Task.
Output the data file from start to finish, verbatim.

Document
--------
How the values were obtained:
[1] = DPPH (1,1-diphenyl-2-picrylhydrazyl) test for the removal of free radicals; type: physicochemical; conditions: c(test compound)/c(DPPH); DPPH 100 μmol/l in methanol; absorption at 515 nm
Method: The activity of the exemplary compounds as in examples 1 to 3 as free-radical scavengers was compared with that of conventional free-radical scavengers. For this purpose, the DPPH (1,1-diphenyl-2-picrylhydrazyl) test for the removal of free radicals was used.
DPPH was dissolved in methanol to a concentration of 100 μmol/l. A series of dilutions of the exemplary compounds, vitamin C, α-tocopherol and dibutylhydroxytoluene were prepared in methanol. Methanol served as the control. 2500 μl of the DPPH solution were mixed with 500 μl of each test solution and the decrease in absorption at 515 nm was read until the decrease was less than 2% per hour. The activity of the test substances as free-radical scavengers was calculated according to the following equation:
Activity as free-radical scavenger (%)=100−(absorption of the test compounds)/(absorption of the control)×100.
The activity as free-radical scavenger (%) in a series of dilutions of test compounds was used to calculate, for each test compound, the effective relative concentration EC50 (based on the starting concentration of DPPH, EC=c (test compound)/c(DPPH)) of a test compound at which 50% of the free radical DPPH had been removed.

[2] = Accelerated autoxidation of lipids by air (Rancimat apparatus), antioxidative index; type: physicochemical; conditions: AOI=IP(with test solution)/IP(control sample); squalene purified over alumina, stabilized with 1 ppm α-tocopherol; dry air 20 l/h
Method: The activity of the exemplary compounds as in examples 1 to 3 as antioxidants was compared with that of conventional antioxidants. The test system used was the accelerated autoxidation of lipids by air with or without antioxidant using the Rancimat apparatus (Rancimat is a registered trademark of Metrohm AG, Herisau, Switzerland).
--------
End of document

How the values were obtained:
[1] = DPPH (1,1-diphenyl-2-picrylhydrazyl) test for the removal of free radicals; type: physicochemical; conditions: c(test compound)/c(DPPH); DPPH 100 μmol/l in methanol; absorption at 515 nm
Method: The activity of the exemplary compounds as in examples 1 to 3 as free-radical scavengers was compared with that of conventional free-radical scavengers. For this purpose, the DPPH (1,1-diphenyl-2-picrylhydrazyl) test for the removal of free radicals was used.
DPPH was dissolved in methanol to a concentration of 100 μmol/l. A series of dilutions of the exemplary compounds, vitamin C, α-tocopherol and dibutylhydroxytoluene were prepared in methanol. Methanol served as the control. 2500 μl of the DPPH solution were mixed with 500 μl of each test solution and the decrease in absorption at 515 nm was read until the decrease was less than 2% per hour. The activity of the test substances as free-radical scavengers was calculated according to the following equation:
Activity as free-radical scavenger (%)=100−(absorption of the test compounds)/(absorption of the control)×100.
The activity as free-radical scavenger (%) in a series of dilutions of test compounds was used to calculate, for each test compound, the effective relative concentration EC50 (based on the starting concentration of DPPH, EC=c (test compound)/c(DPPH)) of a test compound at which 50% of the free radical DPPH had been removed.

[2] = Accelerated autoxidation of lipids by air (Rancimat apparatus), antioxidative index; type: physicochemical; conditions: AOI=IP(with test solution)/IP(control sample); squalene purified over alumina, stabilized with 1 ppm α-tocopherol; dry air 20 l/h
Method: The activity of the exemplary compounds as in examples 1 to 3 as antioxidants was compared with that of conventional antioxidants. The test system used was the accelerated autoxidation of lipids by air with or without antioxidant using the Rancimat apparatus (Rancimat is a registered trademark of Metrohm AG, Herisau, Switzerland).